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31 October 2023 - Inspiration, Photo Tours, Photography Travel Tips

What to Look for in a Wildlife Photography Holiday

Whether you’re an absolute beginner in photography or a seasoned pro, a wildlife photo holiday is an amazing and creatively inspiring experience. But all photo tours are not created equal, so there are some factors to consider when planning your dream wildlife photography holiday. Here are some tips on what to look for.
– By Juliana Connors


First and foremost, for the best wildlife photo tour, find a trip that’s fully focused on photography. This may sound obvious, but many safaris and tours offer the promise of a photography focus when their itinerary isn’t fully built around it. On a photography-focused tour, getting the best images is the main priority, and you will be sure to maximize the photographic opportunities available; you will visit the best photography spots at the best times of day, and stay as long as it takes to get the right shot. Also, traveling with a photography-focused tour will ensure that you and your fellow travelers are on the same page. It is a more enjoyable experience for all when everyone’s goals align.

Photo Credits: Alan Hewitt


To get the most out of your wildlife photo tour, you will want to be accompanied by an expert photo guide. An experienced photographer can help you get the most out of your photo tour; he or she will help you hone your skills throughout the trips, which can include helping understand your camera, assisting you while photographing, and instructing you on the post-production process. Make sure your trip is guided by a professional photographer whose work and style you like, and who ideally has experience in teaching photography too – as helping other photographers sharpen their skills is a great skill in itself. It’s also ideal for your guide to know the area you’re visiting and understand your photography subject. For instance, it is important to understand the behavior and habits of the wildlife you are trying to photograph; predicting what an animal will do will help you prepare to photograph it in action. Having intimate knowledge of the wildlife will set you at an advantage to get the most out of your wildlife photo tour.

Photographer Alan Hewitt shares some wildlife photography tips.

Photo Credits: Samuel Cox


Make sure there is a good ratio between participants and photography guides; ideally no more than 6 travelers for every professional photographer hosting the photo tour. This will allow for one-on-one tutoring, which is particularly important if not everyone is at the same level with their photography. Having enough individual tutoring will ensure that everyone will have similar learning opportunities.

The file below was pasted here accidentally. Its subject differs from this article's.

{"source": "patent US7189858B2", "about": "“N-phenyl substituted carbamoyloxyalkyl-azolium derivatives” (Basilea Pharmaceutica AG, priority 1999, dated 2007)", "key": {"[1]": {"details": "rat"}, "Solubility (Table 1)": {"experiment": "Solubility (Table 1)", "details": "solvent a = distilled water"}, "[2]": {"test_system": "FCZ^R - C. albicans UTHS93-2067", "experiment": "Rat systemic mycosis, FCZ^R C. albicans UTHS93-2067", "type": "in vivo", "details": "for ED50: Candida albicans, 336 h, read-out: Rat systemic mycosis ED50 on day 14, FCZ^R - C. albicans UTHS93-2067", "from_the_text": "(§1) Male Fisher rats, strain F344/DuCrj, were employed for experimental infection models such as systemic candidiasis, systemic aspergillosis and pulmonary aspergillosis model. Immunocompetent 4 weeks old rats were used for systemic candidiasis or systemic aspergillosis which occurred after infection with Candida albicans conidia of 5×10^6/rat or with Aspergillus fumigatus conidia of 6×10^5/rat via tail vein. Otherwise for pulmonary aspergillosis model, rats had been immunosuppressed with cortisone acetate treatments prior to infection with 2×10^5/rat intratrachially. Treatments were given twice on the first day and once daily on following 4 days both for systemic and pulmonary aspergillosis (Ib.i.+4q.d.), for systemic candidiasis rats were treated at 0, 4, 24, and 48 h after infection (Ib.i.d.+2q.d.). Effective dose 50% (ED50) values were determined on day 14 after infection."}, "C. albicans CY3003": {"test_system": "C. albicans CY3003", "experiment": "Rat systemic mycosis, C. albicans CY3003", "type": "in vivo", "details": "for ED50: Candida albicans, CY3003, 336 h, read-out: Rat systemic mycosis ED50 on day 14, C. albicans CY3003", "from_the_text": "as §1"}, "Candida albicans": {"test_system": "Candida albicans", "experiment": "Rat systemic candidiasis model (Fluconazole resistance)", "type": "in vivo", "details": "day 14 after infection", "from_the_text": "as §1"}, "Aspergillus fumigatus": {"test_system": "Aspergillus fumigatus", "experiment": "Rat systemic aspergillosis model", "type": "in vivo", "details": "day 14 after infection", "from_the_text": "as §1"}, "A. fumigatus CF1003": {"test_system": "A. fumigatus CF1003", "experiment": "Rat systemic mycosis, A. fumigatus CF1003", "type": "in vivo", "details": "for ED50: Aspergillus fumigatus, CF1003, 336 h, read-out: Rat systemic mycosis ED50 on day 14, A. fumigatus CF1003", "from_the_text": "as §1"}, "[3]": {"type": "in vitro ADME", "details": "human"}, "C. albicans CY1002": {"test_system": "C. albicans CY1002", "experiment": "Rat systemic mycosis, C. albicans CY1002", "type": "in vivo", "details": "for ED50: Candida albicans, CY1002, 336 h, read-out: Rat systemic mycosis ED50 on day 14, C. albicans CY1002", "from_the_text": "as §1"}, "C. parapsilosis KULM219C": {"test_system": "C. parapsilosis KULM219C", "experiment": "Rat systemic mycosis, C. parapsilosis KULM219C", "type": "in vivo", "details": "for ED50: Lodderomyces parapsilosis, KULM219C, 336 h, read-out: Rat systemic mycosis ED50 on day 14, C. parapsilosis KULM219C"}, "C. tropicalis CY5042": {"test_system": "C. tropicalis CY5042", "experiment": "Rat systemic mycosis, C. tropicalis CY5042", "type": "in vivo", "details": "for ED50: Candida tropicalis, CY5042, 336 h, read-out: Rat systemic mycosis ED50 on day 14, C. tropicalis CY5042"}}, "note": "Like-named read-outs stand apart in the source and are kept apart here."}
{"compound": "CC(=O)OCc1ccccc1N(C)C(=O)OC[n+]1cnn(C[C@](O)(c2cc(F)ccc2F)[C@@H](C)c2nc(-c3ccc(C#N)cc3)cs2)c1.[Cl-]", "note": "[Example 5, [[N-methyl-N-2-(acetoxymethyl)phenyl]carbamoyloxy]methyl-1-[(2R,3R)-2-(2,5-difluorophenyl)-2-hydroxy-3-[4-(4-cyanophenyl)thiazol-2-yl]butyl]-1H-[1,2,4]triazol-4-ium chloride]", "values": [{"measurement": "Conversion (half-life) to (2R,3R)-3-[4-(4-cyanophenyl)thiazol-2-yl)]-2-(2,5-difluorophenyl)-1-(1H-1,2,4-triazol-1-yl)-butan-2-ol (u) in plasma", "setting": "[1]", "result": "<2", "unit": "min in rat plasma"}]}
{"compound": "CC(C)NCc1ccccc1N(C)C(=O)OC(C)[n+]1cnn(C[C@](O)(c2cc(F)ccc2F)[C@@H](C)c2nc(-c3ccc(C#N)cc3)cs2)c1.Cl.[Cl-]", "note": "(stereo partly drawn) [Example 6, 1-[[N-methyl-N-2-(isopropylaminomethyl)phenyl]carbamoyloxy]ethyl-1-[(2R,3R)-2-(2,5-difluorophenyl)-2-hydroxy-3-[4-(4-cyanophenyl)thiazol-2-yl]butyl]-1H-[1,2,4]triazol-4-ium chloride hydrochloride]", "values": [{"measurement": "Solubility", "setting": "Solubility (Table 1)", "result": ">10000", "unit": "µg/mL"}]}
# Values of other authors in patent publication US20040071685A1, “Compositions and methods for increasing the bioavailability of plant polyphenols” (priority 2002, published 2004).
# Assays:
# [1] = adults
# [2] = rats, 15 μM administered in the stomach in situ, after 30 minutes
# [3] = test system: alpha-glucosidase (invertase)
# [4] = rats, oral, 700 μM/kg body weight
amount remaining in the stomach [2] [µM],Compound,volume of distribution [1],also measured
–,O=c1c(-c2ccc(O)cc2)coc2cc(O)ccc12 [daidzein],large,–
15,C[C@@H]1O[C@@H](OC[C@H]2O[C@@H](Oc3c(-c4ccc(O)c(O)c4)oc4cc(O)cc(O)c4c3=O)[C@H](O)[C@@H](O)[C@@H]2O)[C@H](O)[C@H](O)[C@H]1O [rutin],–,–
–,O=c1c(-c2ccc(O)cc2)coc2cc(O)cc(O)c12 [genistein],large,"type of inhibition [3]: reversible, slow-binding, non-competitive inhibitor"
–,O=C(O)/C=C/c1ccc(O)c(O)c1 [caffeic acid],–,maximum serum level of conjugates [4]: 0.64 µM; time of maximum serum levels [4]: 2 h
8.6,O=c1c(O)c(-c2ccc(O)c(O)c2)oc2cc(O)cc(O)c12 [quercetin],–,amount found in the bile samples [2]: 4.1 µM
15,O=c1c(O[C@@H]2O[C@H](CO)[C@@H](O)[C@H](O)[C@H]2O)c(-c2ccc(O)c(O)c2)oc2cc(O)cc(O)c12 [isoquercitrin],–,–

Photo Credits: Tyrone Turner


When planning your wildlife photo tour, choose a prime location fitting your photography goals. Make sure to do your research, as there is a huge variety in the quality of game viewing and photographic opportunities. For instance, if you’re going on an African photo safari, look into privately owned game reserves rather than national parks, as you’ll generally find that wildlife is much more relaxed around game drive vehicles, allowing you to get amazing angles. It’s also good to avoid places with mass tourism, where your view is likely to be blocked by other vehicles.

Find out more about some of the best wildlife photography locations.

Photo Credits: Lucia Griggi


Consider a tour company that operates ethically and considers the safety and well-being of the wildlife you’re photographing.  It comes down to being respectful of the animals’ instincts and habitat. For instance, using recorded animal calls to get a reaction from the animals: maybe it only stirs the animal from resting, but perhaps it takes an animal away from its young or alerts a predator of their presence. A knowledgeable guide will help to avoid innocent mistakes in ethical wildlife photography. You can capture excellent images without disturbing the animals or their habitat.

Photographer Alan Hewitt shares both positive and negative examples of ethics in wildlife photo tours.


On a photo tour, it’s generally good to have a level of flexibility in the itinerary. Photography, especially wildlife photography, can be unpredictable; you may want to spend a little longer at a particular location working on the right shot. Not having a rigid itinerary will allow you to take your time and adapt to the circumstances. Additionally, some itineraries may call for early rises to photograph when the light is right or when the animals are more readily seen. Make sure you are satisfied with the itinerary offered on your wildlife photo tour.


Consider finding a tour with an itinerary that suits your photography expectations, and provides you with the holiday you’re craving too. Photographing wildlife on safari or in remote locations does not mean you need to sacrifice comfort, but be sure you understand and are prepared for the conditions of the tour. Your wildlife photo tour is meant to be a holiday after all. You should be able to enjoy yourself and your photography, working at your own pace.

Browse all of our wildlife photography tours here.

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